BALTIMORE — The city’s top prosecutor acted swiftly in charging six officers in the death of Freddie Gray, who suffered a grave spinal injury as he was arrested and put into a police van, handcuffed and without a seat belt.

But getting a jury to convict police officers of murder and manslaughter will be far harder than obtaining arrest warrants.

Legal experts say the case is fraught with challenges. The widely shown video that captured the nation’s attention shows Gray, 25, being loaded into a police transport van, but not what happened once he was inside. Other than the accused officers, the only known witness is a convicted criminal later placed in the van’s other holding cell, unable to see what was happening with Gray.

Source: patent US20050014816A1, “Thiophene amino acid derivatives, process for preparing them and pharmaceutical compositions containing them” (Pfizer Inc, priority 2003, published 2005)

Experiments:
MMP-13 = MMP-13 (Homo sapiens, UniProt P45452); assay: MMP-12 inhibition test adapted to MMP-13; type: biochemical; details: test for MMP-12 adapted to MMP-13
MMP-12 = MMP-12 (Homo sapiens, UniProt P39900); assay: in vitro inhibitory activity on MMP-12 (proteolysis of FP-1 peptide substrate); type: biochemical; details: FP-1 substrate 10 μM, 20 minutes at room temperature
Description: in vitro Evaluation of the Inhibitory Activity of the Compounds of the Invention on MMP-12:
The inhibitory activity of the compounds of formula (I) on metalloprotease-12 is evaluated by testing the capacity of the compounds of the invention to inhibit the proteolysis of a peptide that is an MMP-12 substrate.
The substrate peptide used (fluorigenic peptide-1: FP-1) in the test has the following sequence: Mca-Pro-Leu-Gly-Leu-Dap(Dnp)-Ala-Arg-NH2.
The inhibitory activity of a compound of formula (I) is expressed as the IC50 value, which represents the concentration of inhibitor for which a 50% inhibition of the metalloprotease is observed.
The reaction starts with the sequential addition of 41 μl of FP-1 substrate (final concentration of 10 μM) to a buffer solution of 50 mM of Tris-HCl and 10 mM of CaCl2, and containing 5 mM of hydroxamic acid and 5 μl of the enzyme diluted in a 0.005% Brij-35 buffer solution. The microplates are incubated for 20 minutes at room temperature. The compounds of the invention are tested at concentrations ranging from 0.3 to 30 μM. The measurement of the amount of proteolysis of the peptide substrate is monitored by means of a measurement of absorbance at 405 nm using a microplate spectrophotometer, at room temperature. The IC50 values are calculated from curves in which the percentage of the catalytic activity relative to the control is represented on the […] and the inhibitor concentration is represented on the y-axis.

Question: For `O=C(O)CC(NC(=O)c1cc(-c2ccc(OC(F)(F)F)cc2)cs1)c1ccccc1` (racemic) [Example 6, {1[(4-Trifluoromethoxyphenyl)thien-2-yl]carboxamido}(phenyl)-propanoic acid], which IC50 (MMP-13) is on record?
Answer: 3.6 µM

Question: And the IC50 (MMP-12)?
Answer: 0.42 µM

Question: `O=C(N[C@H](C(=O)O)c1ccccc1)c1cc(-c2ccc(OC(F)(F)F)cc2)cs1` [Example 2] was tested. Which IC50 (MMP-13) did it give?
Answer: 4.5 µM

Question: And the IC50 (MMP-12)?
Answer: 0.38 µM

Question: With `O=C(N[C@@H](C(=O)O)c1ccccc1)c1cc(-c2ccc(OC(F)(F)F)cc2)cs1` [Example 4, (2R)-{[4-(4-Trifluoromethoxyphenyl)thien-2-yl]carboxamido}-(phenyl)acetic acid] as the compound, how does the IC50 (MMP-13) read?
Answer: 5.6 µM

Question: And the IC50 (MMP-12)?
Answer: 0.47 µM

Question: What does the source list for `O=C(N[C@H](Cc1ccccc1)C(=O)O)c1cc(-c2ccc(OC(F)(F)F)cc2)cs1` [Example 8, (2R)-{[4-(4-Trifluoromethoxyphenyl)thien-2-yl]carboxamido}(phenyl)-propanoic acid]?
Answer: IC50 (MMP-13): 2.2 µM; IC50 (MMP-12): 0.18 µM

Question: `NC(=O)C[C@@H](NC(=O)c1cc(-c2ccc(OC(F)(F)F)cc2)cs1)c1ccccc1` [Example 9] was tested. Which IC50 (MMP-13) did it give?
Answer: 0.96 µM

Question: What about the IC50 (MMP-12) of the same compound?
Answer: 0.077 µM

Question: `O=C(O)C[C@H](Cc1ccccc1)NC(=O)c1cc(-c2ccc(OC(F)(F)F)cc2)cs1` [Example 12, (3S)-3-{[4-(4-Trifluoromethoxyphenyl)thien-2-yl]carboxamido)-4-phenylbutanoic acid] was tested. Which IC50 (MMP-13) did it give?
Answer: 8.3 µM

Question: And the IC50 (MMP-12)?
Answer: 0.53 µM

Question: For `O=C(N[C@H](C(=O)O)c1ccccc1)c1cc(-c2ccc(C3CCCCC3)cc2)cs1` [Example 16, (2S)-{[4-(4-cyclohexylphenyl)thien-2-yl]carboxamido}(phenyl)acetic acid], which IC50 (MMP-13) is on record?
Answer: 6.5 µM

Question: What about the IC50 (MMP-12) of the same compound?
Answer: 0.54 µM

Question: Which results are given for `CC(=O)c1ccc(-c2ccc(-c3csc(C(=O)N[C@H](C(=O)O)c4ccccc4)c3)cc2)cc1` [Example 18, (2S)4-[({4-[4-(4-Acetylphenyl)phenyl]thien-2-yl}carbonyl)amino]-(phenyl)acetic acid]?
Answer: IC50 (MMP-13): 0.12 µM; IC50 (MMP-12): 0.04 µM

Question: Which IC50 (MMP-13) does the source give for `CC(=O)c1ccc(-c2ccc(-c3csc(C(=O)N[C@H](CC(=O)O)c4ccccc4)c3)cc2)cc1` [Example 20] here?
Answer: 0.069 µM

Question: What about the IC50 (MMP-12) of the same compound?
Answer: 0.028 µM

By bringing charges less than two weeks after Gray’s death, State’s Attorney Marilyn Mosby said “no one is above the law.”

But within hours, the city’s police union questioned the prosecutor’s impartiality, accusing her of a rush to judgment and demanding she recuse herself from the case. Even some of those who support Mosby’s stand worry further violence might erupt if she fails to win convictions.

Alan Dershowitz, professor emeritus at Harvard Law School, suggested that Mosley’s actions were motivated by political expediency and short-term public safety. He called the charges “outrageous and irresponsible,” especially the second-degree murder count filed against the van’s driver under a legal principle known as “depraved heart.”

To win a conviction, prosecutors will have to convince a jury that van driver Caesar Goodson acted so recklessly that he knew his actions could take Gray’s life.

But it is rare for law enforcement officers to be charged following fatal encounters with suspects, much less convicted by jurors often predisposed to give extra credibility to the accounts provided by police.

And the video evidence is murky, with no visual evidence the officers purposely beat Gray.